Experimental cancer drug stops SARS-CoV-2, other viruses from infecting cells

Researchers say drug not only helps protect against coronavirus, but also influenza, HIV, measles, and other viruses.

RICHMOND, Va. — With doctors all around the world testing potential vaccines for COVID-19, it’s becoming a horse race to see which drug will clear patient trials first. A team in Virginia is now entering the race after finding an experimental cancer treatment stops coronavirus from infecting cells. The study says AR-12 not only inhibits SARS-CoV-2, but fights viruses like influenza and HIV as well.

Scientist Paul Dent and his team at Virginia Commonwealth University find AR-12 prevents SARS-CoV-2, the virus causing COVID-19, from both infecting cells and replicating. Previous studies reveal SARS-CoV-2 uses a “spike” protein to hijack human cells, forcing them to make more of the virus.

Dent’s team studies AR-12 for use against cancer and other viruses. The VCU lab’s work and other scientific publications show the promising drug is effective against illnesses including the mumps, measles, rubella, drug-resistant HIV, the flu, and Zika.

“AR-12 works in a unique way. Unlike any other anti-viral drug, it inhibits cellular chaperones, which are proteins that are required to maintain the right 3D shape of viral proteins. The shape of the virus is critical to its ability to infect and replicate,” Dent explains in a media release.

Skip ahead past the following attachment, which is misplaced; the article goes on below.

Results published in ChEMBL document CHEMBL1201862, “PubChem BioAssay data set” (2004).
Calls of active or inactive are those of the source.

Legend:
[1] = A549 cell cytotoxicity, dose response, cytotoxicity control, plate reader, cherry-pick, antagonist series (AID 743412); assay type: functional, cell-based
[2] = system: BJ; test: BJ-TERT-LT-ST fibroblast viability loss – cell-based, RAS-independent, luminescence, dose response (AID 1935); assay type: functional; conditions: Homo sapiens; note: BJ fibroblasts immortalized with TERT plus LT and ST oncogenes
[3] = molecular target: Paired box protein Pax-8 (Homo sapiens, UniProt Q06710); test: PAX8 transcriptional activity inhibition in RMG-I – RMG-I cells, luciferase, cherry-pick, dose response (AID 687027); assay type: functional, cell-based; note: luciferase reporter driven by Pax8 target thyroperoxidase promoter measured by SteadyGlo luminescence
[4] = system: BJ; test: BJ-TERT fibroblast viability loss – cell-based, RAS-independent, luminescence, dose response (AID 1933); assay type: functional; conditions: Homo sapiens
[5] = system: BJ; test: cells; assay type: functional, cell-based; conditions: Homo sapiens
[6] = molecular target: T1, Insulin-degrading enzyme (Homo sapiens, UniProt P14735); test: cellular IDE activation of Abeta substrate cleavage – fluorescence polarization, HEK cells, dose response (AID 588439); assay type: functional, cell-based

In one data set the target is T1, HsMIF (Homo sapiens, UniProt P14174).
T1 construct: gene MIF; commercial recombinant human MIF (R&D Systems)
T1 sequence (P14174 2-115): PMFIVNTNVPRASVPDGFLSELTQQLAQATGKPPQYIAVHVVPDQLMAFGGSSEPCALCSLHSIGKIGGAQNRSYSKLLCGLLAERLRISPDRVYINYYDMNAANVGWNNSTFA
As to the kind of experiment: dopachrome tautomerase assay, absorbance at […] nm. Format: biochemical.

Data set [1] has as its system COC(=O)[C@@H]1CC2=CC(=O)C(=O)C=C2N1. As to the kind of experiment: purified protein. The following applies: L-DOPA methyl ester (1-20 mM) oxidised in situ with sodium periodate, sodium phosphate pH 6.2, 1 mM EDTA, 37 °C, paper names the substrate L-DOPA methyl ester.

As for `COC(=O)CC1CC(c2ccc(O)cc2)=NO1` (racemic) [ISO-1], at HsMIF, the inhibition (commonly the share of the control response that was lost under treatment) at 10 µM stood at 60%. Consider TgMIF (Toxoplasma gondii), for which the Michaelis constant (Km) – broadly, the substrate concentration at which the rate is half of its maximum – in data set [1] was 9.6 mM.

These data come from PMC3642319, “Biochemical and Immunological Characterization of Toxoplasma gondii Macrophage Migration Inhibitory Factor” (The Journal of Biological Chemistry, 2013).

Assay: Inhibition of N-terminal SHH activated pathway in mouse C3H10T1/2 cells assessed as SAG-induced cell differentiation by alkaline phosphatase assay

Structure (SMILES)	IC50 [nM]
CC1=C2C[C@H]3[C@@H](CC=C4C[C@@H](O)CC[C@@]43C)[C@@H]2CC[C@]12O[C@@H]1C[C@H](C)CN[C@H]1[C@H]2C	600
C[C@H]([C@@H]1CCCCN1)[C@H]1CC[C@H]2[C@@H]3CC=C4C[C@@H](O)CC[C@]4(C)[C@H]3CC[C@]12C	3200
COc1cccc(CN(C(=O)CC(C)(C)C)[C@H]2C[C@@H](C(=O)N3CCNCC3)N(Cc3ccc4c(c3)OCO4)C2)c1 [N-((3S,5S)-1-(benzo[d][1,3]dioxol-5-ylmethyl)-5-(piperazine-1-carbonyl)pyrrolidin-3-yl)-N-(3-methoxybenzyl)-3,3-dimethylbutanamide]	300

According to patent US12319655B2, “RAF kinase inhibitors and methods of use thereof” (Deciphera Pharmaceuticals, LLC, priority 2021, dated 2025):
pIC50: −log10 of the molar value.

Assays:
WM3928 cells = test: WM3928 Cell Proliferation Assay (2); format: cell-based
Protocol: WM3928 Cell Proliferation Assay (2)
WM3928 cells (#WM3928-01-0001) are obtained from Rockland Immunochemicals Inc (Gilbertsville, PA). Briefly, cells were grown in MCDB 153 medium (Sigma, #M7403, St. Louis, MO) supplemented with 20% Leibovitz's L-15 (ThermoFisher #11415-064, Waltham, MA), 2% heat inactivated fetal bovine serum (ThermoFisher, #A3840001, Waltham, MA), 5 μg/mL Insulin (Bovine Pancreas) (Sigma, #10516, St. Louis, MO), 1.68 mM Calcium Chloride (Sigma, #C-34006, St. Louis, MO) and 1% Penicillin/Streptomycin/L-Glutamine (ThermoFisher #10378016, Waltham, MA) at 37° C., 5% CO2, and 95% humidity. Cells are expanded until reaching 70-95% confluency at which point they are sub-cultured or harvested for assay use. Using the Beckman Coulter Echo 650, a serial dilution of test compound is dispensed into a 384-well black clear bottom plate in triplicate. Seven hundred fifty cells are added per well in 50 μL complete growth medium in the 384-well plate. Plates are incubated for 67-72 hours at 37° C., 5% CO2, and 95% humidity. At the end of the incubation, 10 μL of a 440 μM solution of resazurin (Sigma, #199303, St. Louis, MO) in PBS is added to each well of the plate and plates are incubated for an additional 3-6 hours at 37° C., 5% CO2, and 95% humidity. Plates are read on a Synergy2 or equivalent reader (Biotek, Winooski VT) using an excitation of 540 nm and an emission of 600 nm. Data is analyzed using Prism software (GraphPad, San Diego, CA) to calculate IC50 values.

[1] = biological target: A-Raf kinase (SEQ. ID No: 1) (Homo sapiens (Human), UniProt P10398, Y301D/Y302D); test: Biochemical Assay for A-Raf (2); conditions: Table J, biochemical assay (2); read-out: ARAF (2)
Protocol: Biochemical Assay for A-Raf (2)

How AR-12 prevents virus replication

Researchers say AR-12 inhibits one of the key “cellular chaperones” which viruses use to reproduce, GRP78. The protein acts like a stress detector and is vital to the life cycle of viruses living in all mammals.

The VCU Massey Cancer Center is now examining the findings and are hoping to start a clinical trial soon. Its tested potential to fight cancer shows humans can take the medication orally and it won’t cause serious side-effects.

“AR-12 is an oral therapy that has been well tolerated in a prior clinical trial, so we know that it is safe and tolerable,” says Andrew Poklepovic, medical director of the Clinical Trials Office at Massey.

“Most COVID-19 drugs are given intravenously, so this would be a unique therapeutic option and potentially suitable for outpatient therapy, similar to the way one would take an antibiotic.”

Poklepovic adds the VCU is hoping to start enrolling patients in their clinical trial in early 2021. To do that however, scientists need FDA approval and create a protocol for testing the drug on COVID-19 patients.

The study appears in the journal Biochemical Pharmacology.

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